(photo by Robin Sommer of MidAtlantic Photographic LLC)
Access Receivables Management has invested in digital equity in Baltimore city with a donation of $5000 to DigiBmore, which formed in the pandemic to provide devices and internet access, as well as computer hardware to tech inclusion nonprofit Byte Back. The Hunt Valley-based company is also planning to continue supporting these initiatives in the future.
Through the donation, Byte Back received a donation of 13 computers and 13 new computer monitors and will use the equipment to help participants connect at home to its adult learners’ program, which helps adults train to earn living wages in IT and administrative services.
DigiBmore will use the $5000 towards purchasing Chromebooks for K-12 students in Baltimore city who need access to distance learning during the pandemic. The organization estimates 20,000 laptops are needed bridge the digital divide in education.
“The digital divide was always there between many of Baltimore’s students and access to technology,” Ed Mullin, cofounder of DigiBmore and executive director of Baltimore Robotics Center, said in a statement. “The pandemic just showed in high contrast the importance of connectivity and technology to academic success. Hopefully, this crisis will help create a permanent solution to a very solvable problem.”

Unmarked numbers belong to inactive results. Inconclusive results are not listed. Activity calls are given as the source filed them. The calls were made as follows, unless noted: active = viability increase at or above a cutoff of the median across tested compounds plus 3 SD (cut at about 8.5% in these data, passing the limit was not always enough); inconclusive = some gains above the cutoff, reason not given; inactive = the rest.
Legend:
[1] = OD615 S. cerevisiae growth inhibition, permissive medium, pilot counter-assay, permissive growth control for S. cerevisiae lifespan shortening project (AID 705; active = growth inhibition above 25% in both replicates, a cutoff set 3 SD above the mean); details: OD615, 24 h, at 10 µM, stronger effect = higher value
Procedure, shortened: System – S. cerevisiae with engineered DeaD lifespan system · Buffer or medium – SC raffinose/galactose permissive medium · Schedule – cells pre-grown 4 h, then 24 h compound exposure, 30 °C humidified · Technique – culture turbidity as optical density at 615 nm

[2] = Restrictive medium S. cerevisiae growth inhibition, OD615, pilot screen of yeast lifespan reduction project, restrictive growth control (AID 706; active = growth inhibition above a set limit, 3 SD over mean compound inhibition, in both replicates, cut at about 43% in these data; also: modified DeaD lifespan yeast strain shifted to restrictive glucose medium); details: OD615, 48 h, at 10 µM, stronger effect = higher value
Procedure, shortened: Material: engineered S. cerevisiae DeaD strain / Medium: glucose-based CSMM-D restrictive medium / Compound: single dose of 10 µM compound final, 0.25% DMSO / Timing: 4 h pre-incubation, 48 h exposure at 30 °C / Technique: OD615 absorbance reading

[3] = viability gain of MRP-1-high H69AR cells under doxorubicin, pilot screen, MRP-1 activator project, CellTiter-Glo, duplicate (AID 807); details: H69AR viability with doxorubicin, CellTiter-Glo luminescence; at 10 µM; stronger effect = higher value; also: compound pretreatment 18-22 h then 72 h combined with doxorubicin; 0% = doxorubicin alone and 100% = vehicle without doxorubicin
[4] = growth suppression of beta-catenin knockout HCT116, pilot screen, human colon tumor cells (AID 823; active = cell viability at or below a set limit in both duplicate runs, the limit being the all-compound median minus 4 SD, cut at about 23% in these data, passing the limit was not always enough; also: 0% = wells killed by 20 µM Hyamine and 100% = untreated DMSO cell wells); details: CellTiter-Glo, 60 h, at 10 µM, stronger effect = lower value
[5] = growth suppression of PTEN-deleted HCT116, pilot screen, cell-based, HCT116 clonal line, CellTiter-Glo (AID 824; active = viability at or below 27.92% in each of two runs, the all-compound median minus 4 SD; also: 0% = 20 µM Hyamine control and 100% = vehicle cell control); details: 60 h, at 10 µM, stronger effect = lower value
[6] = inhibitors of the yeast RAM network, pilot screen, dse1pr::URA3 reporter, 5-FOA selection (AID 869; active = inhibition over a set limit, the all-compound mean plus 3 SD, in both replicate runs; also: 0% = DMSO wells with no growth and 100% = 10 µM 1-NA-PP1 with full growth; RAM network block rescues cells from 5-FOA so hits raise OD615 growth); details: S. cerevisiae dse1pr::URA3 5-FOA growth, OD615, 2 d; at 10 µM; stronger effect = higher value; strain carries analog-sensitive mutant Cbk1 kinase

After he and three other local tech leaders starting to refurbish and distribute laptops with DigiBmore, Mullin reached out to Byte Back with word of Access Receivables Management’s desire to give back. The receivables management and third party debt collection company has many employees in Baltimore city, and Byte Back Baltimore Site Director Chrissie Powell said the company provided “a solution, not just a temporary fix for our students.”
“We feel that education is the key to success in any endeavor and are committed to these two fine organizations to help support this mission in our expanded community,” Tom Gillespie, president at Access Receivables Management, said in a statement. “This is our first donation, but we are creating a partnership to also help them moving forward.”-30-
PCs for People is refurbishing computers to provide tech access in Baltimore
Power Moves: Mark Conway follows City Council primary win with new Chesapeake Conservancy role
This free training course aims to help unemployed Marylanders gain IT skills
How Baltimore’s Boys and Girls Clubs provide digital access to members
Sign-up for daily news updates from Technical.ly Baltimore